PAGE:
I have seen people starting in woodworking that spend money on woodworking hand tools every year now for the past 25 years. Whilst it's essential to get the very best tools you can, it's not essential to spend a ton of money buying the most expensive tools. Neither is it essential that you buy every tool that the toolmaker recommends.
The professional craftsman or craftswoman would have a reliably small group of hand tools about their bench. They would all be razor sharp and they would know exactly where they were. Time is of an essence. Speed in workmanship is essentially about planning ahead and picking up and putting down tools, smooth effortless movements. To achieve this you need a relatively small assembly of well chosen tools that are sharp, sharp sharp.
It is a difficult set of choices. Toolmakers make their living by selling you tools that you do not need and selling you tools that are more expensive than you need to pay. Yet it is not good practice to buy cheap tools. Cheap tools are made for the weekend woodworker and the handyman. Yet if you do not have the money they can, with a deal of your effort and work, be made to do a job. You may have to put some work into setting them up right, or reshaping parts of them so they perform better, but you can in the end get that cheap tool to do the job. But time is money. However, your time probably you do not pay for so maybe you can invest a few, or a lot of evenings, in flattening the backs of chisels, in grinding the bevels on blades that are ill formed and flattening the soles of old planes.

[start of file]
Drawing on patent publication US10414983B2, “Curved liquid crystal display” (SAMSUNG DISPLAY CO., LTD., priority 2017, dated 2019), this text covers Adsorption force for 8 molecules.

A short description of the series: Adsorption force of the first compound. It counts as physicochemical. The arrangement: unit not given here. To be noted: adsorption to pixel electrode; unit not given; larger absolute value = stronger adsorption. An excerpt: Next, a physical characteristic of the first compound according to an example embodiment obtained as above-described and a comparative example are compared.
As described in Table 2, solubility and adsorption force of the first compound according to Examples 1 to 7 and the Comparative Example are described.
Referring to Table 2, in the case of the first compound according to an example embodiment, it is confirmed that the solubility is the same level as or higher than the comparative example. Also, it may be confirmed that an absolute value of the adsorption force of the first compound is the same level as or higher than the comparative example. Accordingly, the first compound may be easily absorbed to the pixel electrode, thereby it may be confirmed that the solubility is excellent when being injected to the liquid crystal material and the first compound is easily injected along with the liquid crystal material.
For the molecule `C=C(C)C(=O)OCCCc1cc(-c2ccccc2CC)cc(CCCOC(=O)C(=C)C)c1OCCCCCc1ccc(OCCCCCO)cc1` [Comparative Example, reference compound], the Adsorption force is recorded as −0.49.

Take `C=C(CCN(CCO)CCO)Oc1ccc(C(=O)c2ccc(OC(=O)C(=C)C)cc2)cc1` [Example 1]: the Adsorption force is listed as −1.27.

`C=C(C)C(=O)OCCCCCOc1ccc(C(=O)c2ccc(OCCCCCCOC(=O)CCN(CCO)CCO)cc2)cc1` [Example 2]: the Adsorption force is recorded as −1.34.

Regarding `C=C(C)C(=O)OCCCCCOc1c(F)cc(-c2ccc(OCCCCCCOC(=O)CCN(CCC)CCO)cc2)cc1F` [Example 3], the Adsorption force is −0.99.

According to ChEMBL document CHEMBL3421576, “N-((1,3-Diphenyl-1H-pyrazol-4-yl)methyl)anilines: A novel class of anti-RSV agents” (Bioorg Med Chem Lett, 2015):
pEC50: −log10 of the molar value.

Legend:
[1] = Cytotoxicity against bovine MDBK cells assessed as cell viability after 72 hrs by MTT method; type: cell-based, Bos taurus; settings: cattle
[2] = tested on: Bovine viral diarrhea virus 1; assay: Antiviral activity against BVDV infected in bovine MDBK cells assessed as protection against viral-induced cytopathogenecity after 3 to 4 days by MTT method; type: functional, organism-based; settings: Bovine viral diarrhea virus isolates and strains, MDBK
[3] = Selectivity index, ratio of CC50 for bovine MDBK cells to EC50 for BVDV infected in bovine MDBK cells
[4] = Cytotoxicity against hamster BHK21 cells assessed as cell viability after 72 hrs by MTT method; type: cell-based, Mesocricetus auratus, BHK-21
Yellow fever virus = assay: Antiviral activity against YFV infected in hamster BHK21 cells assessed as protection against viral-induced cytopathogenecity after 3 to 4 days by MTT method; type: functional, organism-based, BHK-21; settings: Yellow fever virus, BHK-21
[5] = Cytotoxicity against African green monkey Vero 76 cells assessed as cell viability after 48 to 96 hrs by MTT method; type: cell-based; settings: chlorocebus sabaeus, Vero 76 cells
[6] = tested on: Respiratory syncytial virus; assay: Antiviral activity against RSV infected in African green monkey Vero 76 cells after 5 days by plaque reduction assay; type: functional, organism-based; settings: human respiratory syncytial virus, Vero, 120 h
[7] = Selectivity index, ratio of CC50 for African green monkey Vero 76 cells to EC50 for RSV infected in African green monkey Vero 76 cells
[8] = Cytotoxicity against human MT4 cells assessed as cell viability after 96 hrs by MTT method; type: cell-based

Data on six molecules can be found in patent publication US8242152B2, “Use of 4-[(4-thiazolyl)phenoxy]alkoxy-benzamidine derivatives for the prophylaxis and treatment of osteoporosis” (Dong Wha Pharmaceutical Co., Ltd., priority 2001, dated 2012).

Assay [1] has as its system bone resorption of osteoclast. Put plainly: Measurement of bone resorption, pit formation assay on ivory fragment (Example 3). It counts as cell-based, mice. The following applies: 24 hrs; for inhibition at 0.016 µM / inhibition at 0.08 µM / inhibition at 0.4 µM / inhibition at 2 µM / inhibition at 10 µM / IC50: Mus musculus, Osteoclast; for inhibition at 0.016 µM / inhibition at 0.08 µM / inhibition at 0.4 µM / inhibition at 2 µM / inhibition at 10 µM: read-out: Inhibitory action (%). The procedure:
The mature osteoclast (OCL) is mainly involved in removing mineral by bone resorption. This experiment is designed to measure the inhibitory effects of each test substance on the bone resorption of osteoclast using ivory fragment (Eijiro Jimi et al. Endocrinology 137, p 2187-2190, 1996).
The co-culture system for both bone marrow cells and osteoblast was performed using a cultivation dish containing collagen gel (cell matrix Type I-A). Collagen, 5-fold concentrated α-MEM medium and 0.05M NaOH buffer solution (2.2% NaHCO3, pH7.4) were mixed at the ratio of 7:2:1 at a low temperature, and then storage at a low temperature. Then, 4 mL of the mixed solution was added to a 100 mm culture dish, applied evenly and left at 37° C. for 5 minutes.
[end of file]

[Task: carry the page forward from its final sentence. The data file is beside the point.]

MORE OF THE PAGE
What we are advising is a middle course. Beginners pay a lot of money to learn the relevant skills from craftsmen. Their time is costing them money so what we are suggesting is that you buy by and large relatively expensive tools that require the minimum of setting up, or fettling, as it's known in the trade.
I am not associated with any toolmaker or tool retailer. My advice to you is totally independent and is well informed. I've seen literally hundreds of people making these choices. Really the choice is dependent upon how each brand of plane fits in your hand. A Clifton plane may fit your hand better than a Lie Nielsen. Sorbie chisels are beautifully shaped, expensive, but need a little work on the backs of them. The same can be said of Ashley Iles chisels. Lie Nielsen chisels are extremely expensive and made in an H2 steel which we have reservations about recommending. However these are fairly popular with our students. What you need is a small collection of well chosen hand tools that will fit your pocket and fit your hand and enable you to make beautiful furniture
Source by David Savage